For 2018, Israel's Leading Party Moves to Cement Control Over Israeli Settlements in the West Bank

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In a bold move to mark the end of the year, Israel’s ruling party unanimously endorsed a resolution, calling for the annexation of Israeli’s settlements in the West Bank.

The vote, pushed through by the central committee of Prime Minister Benjamin Netanyahu’s ruling Likud party, called for Israel to “impose Israeli law on all liberated areas of settlement in Judea and Samaria.”

Netanyahu did not attend the meeting, but analysts agreed the central committee’s vote reflected the opinions of the ruling party and its top leadership. Several hundred Likud delegates—including ministers, legislators and Likud party officials—attended the meeting.

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Most members of the international community, however, consider the settlements illegal. The land in the West Bank where the Israeli settlements are built was captured by Israel during a war in 1967 and is now under military jurisdiction.

Palestinians argue the land should be part of a future state of Palestine if a two state solution is ever reached between the U.S. and Israel. Israeli settlements have been one of the main points of contention in the Israeli-Palestinian peace talks, which have been at a standstill since 2014.

Sunday’s resolution is non-binding, but some say it could help legitimize the construction of future settlements. Israel’s hardliners were emboldened when President Donald Trump recognized Jerusalem as the capital of Israel in early December, a move that seemed to legitimize Israel’s claim over all of the city.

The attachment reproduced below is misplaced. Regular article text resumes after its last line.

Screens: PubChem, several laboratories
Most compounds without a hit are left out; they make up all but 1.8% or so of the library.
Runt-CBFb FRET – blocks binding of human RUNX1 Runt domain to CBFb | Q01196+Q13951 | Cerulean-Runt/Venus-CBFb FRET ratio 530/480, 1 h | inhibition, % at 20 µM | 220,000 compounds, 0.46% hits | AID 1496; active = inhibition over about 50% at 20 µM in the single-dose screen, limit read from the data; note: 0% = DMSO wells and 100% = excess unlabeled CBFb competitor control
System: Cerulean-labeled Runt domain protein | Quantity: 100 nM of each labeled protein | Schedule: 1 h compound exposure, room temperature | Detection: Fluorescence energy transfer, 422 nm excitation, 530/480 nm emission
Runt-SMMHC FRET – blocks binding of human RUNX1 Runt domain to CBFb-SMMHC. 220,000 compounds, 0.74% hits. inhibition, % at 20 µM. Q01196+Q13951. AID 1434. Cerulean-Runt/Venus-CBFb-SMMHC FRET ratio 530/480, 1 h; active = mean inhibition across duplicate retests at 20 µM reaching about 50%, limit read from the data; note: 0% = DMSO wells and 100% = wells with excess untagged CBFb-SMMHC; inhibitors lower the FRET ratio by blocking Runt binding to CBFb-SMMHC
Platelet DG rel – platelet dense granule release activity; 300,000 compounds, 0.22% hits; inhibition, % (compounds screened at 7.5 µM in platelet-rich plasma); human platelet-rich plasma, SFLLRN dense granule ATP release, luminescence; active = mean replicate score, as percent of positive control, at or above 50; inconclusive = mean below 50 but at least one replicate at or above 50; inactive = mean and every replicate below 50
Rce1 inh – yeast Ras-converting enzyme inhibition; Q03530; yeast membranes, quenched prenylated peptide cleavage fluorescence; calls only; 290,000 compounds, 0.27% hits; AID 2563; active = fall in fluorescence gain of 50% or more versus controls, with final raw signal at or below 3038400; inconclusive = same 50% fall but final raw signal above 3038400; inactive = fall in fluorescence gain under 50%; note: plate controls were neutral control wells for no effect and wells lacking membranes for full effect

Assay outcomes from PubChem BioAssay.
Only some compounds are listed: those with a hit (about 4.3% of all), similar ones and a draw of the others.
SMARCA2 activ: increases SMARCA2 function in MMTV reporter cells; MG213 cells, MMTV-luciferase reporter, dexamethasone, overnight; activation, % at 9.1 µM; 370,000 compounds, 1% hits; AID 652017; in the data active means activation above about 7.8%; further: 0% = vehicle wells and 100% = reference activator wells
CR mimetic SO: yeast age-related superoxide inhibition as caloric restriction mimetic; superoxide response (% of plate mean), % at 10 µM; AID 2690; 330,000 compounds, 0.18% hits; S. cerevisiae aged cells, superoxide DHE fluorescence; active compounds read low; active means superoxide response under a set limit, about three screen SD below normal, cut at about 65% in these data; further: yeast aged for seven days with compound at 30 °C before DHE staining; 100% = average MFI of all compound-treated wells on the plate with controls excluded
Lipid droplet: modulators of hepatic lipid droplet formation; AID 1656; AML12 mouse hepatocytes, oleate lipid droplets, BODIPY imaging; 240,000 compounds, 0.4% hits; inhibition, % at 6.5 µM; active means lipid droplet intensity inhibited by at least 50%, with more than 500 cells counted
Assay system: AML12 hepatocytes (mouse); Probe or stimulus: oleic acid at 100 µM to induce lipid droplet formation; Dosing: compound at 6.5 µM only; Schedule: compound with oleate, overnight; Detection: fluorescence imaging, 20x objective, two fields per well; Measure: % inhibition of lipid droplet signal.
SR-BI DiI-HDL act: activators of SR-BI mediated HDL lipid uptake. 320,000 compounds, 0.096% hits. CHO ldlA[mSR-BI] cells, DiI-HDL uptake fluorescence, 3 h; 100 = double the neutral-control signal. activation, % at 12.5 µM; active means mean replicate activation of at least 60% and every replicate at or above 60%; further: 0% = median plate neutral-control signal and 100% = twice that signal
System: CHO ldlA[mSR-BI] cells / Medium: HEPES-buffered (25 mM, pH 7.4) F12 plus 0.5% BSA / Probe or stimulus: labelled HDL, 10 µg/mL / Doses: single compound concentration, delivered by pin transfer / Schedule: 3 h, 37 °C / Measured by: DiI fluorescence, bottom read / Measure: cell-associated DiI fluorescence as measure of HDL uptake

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During Sunday’s meeting, Likud members linked Trump’s support of Israel to the country’s ability to connect Jerusalem with the West Bank settlements.

Knesset Speaker Yuli Edelstein, for example, called on Trump to "continue the backing you are giving to historical justice and truth! Support the connection of Jerusalem to [settlement] Ma'ale Adumim.”

“There is no move more necessary and vital than that,” Edelstein said, according to local media, adding Israel would like to expand the connections between Jerusalem and the settlements.


An Israeli soldier looks towards Palestinian protestors during clashes in the West Bank village of Madama after Israeli settlers from Yitzhar settlement reportedly attacked the southern side of the village on December 28, 2017 Getty Images

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Palestinian president Mahmud Abbas criticized the vote on Monday and slammed the U.S. for staying silent on the issue. Abbas said the non-binding vote "could not be taken without the full support of the U.S. administration."

"[The White House] has refused to condemn Israeli colonial settlements as well as the systematic attacks and crimes of the Israeli occupation against the people of Palestine," Abbas said in a statement.

Palestinians would like East Jerusalem to be the capital of their future state, and critics said Trump’s controversial decision put an end to the possibility that a peace deal would be reached. The decision was widely condemned by U.S. allies in the Middle East, like Turkey and Jordan.

Around 400,000 Israeli settlers live in the West Bank along with 2.8 million Palestinians.

This article was first written by Newsweek

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